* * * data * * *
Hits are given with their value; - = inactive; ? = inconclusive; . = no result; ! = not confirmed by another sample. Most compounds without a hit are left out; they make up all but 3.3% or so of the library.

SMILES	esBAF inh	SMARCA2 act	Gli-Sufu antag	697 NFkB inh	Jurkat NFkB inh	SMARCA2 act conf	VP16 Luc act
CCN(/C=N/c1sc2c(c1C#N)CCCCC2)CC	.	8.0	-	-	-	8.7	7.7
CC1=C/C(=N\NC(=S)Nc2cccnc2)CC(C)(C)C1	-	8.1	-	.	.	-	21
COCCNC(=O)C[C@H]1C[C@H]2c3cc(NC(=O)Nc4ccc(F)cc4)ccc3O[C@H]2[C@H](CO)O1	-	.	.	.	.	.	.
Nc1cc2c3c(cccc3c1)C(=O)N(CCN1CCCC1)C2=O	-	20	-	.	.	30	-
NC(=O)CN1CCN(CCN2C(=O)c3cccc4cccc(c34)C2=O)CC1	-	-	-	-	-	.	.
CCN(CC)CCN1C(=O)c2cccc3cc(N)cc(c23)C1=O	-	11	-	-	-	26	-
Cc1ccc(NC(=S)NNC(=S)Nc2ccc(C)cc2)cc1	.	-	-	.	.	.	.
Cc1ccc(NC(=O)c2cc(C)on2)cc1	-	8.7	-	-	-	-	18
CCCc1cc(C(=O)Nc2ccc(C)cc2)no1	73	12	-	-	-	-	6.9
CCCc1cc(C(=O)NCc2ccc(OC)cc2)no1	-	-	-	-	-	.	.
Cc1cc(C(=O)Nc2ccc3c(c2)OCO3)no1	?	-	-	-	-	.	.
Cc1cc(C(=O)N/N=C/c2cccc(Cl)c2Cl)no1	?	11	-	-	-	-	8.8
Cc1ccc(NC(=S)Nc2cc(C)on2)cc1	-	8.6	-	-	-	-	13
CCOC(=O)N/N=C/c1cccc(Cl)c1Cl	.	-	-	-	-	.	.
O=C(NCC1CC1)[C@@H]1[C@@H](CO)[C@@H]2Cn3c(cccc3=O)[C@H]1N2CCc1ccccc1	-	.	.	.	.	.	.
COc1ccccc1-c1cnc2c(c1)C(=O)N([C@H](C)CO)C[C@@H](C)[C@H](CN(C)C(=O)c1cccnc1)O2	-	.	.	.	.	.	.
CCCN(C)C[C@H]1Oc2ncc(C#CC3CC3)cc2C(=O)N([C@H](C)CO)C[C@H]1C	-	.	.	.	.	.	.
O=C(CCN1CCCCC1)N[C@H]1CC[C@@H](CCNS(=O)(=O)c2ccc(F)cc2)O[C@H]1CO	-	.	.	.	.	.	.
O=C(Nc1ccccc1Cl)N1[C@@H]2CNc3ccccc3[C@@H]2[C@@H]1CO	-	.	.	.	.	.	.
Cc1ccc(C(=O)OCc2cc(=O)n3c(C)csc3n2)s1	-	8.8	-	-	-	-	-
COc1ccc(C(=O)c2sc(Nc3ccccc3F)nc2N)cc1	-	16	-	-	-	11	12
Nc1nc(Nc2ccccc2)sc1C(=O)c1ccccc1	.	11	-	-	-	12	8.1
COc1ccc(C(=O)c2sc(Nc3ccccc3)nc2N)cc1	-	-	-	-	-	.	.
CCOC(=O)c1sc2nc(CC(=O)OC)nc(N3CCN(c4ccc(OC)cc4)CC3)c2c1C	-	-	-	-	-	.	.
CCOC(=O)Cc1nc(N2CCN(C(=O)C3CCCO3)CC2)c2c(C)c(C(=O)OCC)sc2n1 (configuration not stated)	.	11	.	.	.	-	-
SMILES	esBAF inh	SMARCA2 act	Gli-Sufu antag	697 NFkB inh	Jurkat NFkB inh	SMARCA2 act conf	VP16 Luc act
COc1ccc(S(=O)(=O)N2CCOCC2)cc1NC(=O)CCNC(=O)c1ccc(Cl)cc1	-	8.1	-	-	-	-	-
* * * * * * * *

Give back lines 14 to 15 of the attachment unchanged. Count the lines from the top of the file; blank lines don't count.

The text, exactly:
Cc1cc(C(=O)N/N=C/c2cccc(Cl)c2Cl)no1	?	11	-	-	-	-	8.8
Cc1ccc(NC(=S)Nc2cc(C)on2)cc1	-	8.6	-	-	-	-	13